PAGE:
A new study has released from interesting findings: Black immigrants in New York City are healthier than US-born Blacks.
After examining health discrepancies among Black New Yorkers, researchers from NYC’s Health Department found that Caribbean and African immigrants have fewer health problems such as asthma and obesity than African-Americans, the New York Daily News reported. Data also showed that Black immigrants were less likely to smoke and drink compared to African-Americans.
Other key findings included:
U.S.-born blacks were more likely to have high blood pressure, with a rate of 38 percent, while the rate was 35 percent among Caribbeans, and 30 percent among Africans.
- When it comes to asthma, 17 percent of American-born Blacks suffered from the respiratory disease compared to 9 percent among Caribbeans and 3 percent among Africans.
Obesity showed a stark disparity affecting 36 percent of American Blacks, compared with 29 percent of Caribbeans and 21 percent of Africans.
- However all three groups had the same level of diabetes — between 13 and 14 percent — but that’s still the double the rate of whites.
Health Commissioner Mary Bassett stressed that her agency’s study continues to prove that “communities of color are not monolithic.”
“It is sobering that immigrants of African descent, on average, have better health and fewer risk factors than the native born,” she said in a statement.
She added: “The city remains committed to reducing these troubling health inequities and ensuring that every New Yorker has the opportunity to live a longer and healthier life.”
But what’s the deal?
For starters it’s hard to say for sure, because studies like these only answer the “What?” and not necessarily the “Why?” But one can speculate that it’s most likely a combination of environmental factors (pollution), culture and lifestyle choices. Just looking at food, Black immigrants may be more accustomed to eating healthier diets that consist of vegetables, whole grains and lean meats, where in the States, our diet sadly consists of processed meats, junk food and fast food that are high in sodium and salt. Obviously a diet like plays a huge role in developing chronic diseases.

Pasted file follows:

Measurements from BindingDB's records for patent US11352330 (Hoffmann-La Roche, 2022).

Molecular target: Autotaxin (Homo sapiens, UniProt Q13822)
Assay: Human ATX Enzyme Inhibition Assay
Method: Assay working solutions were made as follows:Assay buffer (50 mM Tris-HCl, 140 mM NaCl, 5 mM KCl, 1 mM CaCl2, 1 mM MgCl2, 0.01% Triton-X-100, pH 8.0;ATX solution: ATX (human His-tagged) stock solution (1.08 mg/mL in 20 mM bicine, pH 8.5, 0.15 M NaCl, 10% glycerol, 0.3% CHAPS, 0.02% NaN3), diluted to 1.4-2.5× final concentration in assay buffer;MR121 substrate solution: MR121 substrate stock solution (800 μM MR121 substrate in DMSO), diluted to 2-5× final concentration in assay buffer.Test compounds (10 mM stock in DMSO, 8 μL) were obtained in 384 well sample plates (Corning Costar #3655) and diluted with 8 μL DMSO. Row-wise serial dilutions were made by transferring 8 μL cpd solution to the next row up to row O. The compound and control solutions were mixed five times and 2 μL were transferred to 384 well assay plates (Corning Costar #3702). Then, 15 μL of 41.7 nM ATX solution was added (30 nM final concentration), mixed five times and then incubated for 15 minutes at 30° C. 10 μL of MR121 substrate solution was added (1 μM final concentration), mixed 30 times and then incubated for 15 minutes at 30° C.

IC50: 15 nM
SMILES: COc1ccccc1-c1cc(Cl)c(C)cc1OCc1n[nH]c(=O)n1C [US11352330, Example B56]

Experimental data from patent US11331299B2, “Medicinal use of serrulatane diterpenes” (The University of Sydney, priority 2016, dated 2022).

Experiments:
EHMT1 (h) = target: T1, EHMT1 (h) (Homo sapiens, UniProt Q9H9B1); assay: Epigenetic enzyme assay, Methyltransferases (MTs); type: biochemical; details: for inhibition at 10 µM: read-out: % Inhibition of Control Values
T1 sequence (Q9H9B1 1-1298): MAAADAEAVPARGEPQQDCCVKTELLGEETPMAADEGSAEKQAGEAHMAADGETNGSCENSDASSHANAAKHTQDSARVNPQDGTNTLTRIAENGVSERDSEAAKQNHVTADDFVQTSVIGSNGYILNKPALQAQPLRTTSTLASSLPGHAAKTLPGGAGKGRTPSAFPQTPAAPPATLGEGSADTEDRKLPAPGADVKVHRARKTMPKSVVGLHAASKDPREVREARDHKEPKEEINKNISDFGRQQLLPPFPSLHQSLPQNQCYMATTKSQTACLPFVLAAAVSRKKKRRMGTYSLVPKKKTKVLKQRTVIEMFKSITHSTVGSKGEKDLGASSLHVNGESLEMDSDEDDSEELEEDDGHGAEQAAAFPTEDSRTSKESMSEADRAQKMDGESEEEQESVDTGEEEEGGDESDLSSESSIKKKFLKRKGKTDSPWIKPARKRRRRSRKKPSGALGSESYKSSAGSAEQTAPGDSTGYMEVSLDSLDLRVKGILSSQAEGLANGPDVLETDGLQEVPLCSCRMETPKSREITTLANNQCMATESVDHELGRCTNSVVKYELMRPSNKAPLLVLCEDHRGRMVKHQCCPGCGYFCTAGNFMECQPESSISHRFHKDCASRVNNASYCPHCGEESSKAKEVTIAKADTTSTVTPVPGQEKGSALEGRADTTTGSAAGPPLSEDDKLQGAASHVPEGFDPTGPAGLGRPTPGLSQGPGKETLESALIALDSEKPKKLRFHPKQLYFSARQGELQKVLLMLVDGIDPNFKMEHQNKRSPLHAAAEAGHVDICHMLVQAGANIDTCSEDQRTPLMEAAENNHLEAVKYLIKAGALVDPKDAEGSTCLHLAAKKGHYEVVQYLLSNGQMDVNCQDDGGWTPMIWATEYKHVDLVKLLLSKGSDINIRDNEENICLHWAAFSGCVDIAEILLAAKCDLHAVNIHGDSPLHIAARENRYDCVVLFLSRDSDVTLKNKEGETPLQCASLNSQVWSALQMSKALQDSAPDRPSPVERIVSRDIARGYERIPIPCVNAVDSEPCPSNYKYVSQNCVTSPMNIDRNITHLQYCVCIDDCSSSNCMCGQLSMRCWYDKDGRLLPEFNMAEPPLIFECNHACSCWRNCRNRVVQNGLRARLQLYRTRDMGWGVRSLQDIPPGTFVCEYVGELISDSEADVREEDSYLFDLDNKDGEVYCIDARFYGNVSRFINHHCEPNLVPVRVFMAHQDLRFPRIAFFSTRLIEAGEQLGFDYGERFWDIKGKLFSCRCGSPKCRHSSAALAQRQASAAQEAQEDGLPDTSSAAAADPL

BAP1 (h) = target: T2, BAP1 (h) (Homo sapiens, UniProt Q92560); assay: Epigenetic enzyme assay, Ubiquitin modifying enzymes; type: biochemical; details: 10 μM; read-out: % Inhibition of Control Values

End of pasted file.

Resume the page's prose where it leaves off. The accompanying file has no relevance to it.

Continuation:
Perhaps the theory is that when immigrants come to the US, they retain their eating habits which could play into why they are somewhat healthier. And there’s past data that suggests this could be the case.
A 2015 study found that when researchers put 20 African-Americans on a South African diet for two weeks and vice versa— each groups’ health changed. According to Think Progress: The Africans consumed traditional American food — meat and cheese high in fat content — while African Americans took on a traditional African diet — high in fiber and low in fat, with plenty of vegetables, beans, and cornmeal, with little meat.
And after that time was up, researchers checked their colons and found that the Africans—who didn’t have any issues before—had developed changes in their gut that scientists say could turn into cancerous cells. Meanwhile, African-Americans increased the production of butyrate, a fatty acid proven to protect against colon cancer.
So, yes you are what you eat. Chew on that!